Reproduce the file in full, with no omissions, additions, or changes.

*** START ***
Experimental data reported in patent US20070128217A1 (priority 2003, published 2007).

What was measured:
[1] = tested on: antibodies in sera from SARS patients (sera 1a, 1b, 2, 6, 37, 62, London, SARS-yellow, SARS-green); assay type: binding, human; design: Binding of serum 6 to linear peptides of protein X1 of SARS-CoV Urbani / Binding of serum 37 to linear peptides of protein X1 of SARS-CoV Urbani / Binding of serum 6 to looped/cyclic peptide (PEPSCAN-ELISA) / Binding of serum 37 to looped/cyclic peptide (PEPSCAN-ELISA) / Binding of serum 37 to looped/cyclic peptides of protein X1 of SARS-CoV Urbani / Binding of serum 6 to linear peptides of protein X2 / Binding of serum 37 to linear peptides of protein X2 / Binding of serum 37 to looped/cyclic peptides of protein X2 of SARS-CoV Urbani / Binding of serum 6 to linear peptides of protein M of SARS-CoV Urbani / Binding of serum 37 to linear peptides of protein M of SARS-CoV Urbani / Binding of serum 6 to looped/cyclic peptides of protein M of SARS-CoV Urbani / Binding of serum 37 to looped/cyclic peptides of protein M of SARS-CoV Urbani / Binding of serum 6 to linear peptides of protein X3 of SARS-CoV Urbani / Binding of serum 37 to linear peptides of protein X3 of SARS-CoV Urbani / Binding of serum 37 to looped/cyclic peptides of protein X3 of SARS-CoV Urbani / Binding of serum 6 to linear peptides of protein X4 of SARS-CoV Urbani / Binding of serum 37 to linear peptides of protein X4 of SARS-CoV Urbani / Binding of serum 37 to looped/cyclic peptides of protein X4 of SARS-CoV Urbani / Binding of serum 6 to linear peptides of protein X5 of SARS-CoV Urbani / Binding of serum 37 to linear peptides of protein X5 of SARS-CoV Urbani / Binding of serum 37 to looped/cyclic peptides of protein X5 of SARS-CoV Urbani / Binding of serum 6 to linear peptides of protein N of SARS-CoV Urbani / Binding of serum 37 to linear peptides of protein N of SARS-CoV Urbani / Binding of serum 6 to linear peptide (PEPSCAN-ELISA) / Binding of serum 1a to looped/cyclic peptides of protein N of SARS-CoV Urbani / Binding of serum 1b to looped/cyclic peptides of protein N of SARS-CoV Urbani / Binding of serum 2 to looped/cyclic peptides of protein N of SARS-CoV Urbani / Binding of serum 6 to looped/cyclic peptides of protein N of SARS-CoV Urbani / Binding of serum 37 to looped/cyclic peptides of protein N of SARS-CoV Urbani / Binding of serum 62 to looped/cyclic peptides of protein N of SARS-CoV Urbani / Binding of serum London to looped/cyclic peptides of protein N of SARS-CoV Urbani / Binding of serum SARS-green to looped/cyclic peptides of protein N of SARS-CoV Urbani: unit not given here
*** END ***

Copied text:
Experimental data reported in patent US20070128217A1 (priority 2003, published 2007).

What was measured:
[1] = tested on: antibodies in sera from SARS patients (sera 1a, 1b, 2, 6, 37, 62, London, SARS-yellow, SARS-green); assay type: binding, human; design: Binding of serum 6 to linear peptides of protein X1 of SARS-CoV Urbani / Binding of serum 37 to linear peptides of protein X1 of SARS-CoV Urbani / Binding of serum 6 to looped/cyclic peptide (PEPSCAN-ELISA) / Binding of serum 37 to looped/cyclic peptide (PEPSCAN-ELISA) / Binding of serum 37 to looped/cyclic peptides of protein X1 of SARS-CoV Urbani / Binding of serum 6 to linear peptides of protein X2 / Binding of serum 37 to linear peptides of protein X2 / Binding of serum 37 to looped/cyclic peptides of protein X2 of SARS-CoV Urbani / Binding of serum 6 to linear peptides of protein M of SARS-CoV Urbani / Binding of serum 37 to linear peptides of protein M of SARS-CoV Urbani / Binding of serum 6 to looped/cyclic peptides of protein M of SARS-CoV Urbani / Binding of serum 37 to looped/cyclic peptides of protein M of SARS-CoV Urbani / Binding of serum 6 to linear peptides of protein X3 of SARS-CoV Urbani / Binding of serum 37 to linear peptides of protein X3 of SARS-CoV Urbani / Binding of serum 37 to looped/cyclic peptides of protein X3 of SARS-CoV Urbani / Binding of serum 6 to linear peptides of protein X4 of SARS-CoV Urbani / Binding of serum 37 to linear peptides of protein X4 of SARS-CoV Urbani / Binding of serum 37 to looped/cyclic peptides of protein X4 of SARS-CoV Urbani / Binding of serum 6 to linear peptides of protein X5 of SARS-CoV Urbani / Binding of serum 37 to linear peptides of protein X5 of SARS-CoV Urbani / Binding of serum 37 to looped/cyclic peptides of protein X5 of SARS-CoV Urbani / Binding of serum 6 to linear peptides of protein N of SARS-CoV Urbani / Binding of serum 37 to linear peptides of protein N of SARS-CoV Urbani / Binding of serum 6 to linear peptide (PEPSCAN-ELISA) / Binding of serum 1a to looped/cyclic peptides of protein N of SARS-CoV Urbani / Binding of serum 1b to looped/cyclic peptides of protein N of SARS-CoV Urbani / Binding of serum 2 to looped/cyclic peptides of protein N of SARS-CoV Urbani / Binding of serum 6 to looped/cyclic peptides of protein N of SARS-CoV Urbani / Binding of serum 37 to looped/cyclic peptides of protein N of SARS-CoV Urbani / Binding of serum 62 to looped/cyclic peptides of protein N of SARS-CoV Urbani / Binding of serum London to looped/cyclic peptides of protein N of SARS-CoV Urbani / Binding of serum SARS-green to looped/cyclic peptides of protein N of SARS-CoV Urbani: unit not given here